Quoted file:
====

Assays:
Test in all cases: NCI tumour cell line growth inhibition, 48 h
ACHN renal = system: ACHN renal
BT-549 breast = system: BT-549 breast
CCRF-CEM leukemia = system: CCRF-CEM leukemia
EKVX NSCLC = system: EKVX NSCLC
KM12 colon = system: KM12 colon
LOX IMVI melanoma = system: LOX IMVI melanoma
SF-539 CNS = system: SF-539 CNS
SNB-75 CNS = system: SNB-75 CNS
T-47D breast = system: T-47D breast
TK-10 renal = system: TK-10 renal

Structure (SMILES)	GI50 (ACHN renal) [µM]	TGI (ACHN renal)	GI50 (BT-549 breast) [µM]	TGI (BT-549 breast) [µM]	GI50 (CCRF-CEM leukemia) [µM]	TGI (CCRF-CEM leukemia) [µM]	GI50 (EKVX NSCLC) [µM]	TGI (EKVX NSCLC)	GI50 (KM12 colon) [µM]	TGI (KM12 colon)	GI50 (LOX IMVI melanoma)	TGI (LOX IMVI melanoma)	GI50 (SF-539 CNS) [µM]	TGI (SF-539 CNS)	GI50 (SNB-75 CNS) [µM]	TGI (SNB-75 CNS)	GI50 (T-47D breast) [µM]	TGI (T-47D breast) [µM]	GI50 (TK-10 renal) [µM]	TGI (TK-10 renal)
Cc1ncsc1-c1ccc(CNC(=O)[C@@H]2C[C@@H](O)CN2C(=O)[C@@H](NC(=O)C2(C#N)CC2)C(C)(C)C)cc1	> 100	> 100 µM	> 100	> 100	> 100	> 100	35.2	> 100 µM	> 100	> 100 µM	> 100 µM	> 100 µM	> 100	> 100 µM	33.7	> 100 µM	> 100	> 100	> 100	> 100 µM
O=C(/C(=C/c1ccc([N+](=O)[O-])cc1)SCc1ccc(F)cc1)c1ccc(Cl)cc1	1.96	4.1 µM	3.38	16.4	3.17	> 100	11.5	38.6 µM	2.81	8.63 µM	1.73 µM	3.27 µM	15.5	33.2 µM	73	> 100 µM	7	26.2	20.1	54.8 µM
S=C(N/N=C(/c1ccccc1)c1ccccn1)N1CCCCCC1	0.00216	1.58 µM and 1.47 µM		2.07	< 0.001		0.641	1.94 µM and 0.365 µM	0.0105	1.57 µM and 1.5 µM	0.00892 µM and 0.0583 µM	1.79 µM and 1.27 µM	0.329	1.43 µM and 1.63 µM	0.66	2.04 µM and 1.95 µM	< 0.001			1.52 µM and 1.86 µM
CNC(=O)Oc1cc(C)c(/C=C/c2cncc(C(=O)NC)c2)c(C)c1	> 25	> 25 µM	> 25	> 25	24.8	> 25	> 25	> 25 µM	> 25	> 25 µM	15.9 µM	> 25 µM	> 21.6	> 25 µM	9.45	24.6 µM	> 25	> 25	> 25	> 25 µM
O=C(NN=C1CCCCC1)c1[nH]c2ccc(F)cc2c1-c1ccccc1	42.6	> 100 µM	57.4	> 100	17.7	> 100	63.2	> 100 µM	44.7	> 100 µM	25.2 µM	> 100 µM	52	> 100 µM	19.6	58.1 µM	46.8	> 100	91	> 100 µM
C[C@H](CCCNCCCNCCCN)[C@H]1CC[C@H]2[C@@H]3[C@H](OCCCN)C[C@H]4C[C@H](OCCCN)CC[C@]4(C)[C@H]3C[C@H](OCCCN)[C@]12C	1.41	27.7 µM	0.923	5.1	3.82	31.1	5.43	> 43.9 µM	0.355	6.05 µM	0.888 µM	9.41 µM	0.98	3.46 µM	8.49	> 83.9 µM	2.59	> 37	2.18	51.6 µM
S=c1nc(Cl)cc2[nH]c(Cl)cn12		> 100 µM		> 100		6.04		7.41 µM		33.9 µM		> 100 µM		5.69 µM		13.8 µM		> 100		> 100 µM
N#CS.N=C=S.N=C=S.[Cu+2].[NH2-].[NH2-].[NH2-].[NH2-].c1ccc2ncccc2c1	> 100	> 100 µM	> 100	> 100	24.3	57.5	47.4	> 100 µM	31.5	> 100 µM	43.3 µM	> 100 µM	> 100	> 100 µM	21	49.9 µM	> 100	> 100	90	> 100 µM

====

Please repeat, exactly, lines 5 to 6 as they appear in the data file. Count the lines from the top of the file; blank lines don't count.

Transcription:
CCRF-CEM leukemia = system: CCRF-CEM leukemia
EKVX NSCLC = system: EKVX NSCLC